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Thanks to Steve for pointing out this story from the Official Site, about Josh Phelps' retirement from catching. Of course, the picture still isn't any clearer behind the plate; Spencer Fordin gives Ken Huckaby as good a chance as Wilson and Myers.

Yesterday, Richard Griffin declared Huck #1:

The ace in the hole for Huckaby... is the still-developing Cy Young candidate, Halladay, who loves to pitch with Huckaby as his catcher.

I think they might come north with three. Use Wilson mostly as a PH and start him vs. lefties, Huck catches Doc every fifth day, and comes in for defensive purposes, while Myers gets whatever workload he can handle. Cash replaces Huckaby when his bat's deemed ready. If they cut one C to keep Aquilino Lopez, it becomes a choice between Huck's glove and Wilson's bat, so it's a fine line between being #1 and being waived. I think Doc will pitch just fine to Myers.
What's the going rate for a good leadoff hitter these days? How about $252 million?

Only one name is associated with that particular contract number, so you've probably already jumped ahead in this little logic game and will be a little less surprised than I was to read that The Dallas Morning News is reporting that The Buck Stops Here Showalter "is toying with the notion of batting Alex Rodriguez [in the leadoff spot]."

This comes on the heels of recent news that, as Unkle Robby Neyer put it this week, "Bob Boone, the Boy Genius himself, is considering using Adam Dunn as a leadoff man."

What in the world of Omar Moreno is the world of traditional baseball thinking coming to? Well, think about it for a minute ...
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This is the end, my friend. Three months and 10,000 words after I started this minor-league review, here we have the final piece of the puzzle, a study of the Jays' most interesting A-Ball pitchers. These 15 -- count 'em -- hurlers all figure into Toronto's plans to a greater or lesser extent, with some of them destined to be rotation and bullpen stalwarts of Jays' pitching staffs of the mid-naughts. Which (if any) of them will make it? Guessing the future of Class-A pitchers is the ultimate mug's game, and I won't bother trying. But these are the names you should keep track of for the next few years, in order to see how the organization's pitching stable is coming along.

As always, comments, criticisms, corrections and compliments would be welcome. Buckle in for the longest ride of these four reviews.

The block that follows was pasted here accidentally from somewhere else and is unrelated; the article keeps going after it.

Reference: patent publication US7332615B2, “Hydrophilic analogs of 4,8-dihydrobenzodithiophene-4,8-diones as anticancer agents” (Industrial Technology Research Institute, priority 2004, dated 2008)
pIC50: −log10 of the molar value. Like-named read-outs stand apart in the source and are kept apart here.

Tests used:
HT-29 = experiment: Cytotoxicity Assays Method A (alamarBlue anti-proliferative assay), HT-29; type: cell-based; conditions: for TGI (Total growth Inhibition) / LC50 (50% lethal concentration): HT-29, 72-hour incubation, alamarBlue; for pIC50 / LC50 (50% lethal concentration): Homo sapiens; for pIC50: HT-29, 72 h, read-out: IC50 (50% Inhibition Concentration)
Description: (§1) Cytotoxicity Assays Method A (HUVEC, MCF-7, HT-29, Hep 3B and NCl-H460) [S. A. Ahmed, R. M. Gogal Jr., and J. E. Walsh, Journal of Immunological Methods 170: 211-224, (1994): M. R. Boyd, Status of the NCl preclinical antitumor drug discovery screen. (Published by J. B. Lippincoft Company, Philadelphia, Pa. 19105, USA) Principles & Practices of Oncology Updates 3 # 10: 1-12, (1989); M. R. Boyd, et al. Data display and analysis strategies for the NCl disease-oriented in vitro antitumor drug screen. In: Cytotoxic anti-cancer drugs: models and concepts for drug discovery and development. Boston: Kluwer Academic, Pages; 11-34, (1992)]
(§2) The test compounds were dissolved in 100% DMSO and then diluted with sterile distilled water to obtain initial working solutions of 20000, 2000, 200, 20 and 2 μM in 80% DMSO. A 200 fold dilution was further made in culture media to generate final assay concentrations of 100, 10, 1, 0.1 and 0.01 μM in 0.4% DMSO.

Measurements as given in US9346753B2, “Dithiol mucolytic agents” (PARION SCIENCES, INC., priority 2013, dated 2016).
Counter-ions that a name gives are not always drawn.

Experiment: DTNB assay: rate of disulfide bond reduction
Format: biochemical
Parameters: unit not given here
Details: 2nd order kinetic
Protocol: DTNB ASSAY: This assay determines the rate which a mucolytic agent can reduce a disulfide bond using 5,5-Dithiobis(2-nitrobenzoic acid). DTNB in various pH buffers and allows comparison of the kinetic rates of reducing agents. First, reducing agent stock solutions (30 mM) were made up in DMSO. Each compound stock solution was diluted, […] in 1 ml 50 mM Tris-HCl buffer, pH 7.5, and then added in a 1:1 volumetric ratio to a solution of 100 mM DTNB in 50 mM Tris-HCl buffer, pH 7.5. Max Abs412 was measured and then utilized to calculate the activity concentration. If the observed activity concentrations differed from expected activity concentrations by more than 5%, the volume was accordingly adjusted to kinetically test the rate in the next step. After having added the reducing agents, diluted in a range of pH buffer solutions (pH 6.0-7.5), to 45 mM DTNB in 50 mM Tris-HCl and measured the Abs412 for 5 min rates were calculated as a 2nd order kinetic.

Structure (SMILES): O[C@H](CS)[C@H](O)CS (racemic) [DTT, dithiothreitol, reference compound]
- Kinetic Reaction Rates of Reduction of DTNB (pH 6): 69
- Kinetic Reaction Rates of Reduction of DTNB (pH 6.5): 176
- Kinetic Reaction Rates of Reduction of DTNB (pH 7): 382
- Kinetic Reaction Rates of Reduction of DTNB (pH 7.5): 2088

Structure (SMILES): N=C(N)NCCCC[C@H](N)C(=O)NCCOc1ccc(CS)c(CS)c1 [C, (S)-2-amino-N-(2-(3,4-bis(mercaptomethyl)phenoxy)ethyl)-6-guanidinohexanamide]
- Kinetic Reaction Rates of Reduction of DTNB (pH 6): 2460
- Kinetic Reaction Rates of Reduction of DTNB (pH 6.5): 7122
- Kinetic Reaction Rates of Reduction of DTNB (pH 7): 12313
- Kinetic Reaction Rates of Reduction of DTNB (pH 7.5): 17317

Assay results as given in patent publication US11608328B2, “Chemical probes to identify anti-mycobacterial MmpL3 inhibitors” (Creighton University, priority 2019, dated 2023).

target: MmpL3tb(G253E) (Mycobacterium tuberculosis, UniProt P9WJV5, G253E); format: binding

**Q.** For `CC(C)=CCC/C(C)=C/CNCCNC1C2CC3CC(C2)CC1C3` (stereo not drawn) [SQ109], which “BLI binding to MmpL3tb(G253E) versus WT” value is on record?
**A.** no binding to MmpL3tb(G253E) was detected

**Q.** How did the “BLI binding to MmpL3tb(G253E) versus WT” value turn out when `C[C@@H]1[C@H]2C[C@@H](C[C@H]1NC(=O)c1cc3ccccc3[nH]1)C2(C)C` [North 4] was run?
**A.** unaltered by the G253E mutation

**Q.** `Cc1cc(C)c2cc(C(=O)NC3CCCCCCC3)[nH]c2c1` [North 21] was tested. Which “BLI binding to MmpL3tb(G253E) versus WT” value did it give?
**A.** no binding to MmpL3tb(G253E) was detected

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A new story on the ESPN website (apparently originally from the NY Daily News) gives the sad, twisted details of the presumably-not-actually-final resting place of Ted Williams.

It's unutterably sad to me, to think that even someone as legendarily commanding as Ted Williams can lose control of his own life in his later years.

Batter's Box regular Mike Moffatt edits the About.com Guide to Economics, and has used the Blue Jays offseason as the basis of a feature on that site. Called "Baseball Players and Opportunity Costs", it examines the Toronto club's decision, questioned at the time by some fans, to non-tender a contract offer to Jose Cruz Jr.:

So we see that the Jays did not give up Jose Cruz for "nothing". Instead they gave up Jose Cruz and the opportunity to play 5 minor league players and received the opportunity to play Bordick, Catalanotto, Creek, Myers, Sturtze, and Tam instead. So when a team decides not to retain the services of the player, they always receive two things in return: the money it would have taken to retain the player, and the spot on the 25 man roster that the player would have taken.

There's even a poll, where you can vote on the following question: "Has General Manager J.P. Ricciardi used the concept of opportunity cost effectively when creating his roster of players?" I cast the second ballot, and it's unanimous so far.
Shannon "Not Just An Airport In Ireland" Stewart has signed a one-year deal worth $6.2 million to avoid the arbitration hearing originally scheduled for this Thursday.

The settlement, which was $300,000 under the midway point of the two arbitration sums (the Jays had offered $5.5 million, Stewart $7.5 million), means that the Jays are about $1.3 million under their 2002 salary budget if recent media reports are accurate.

The press release is here.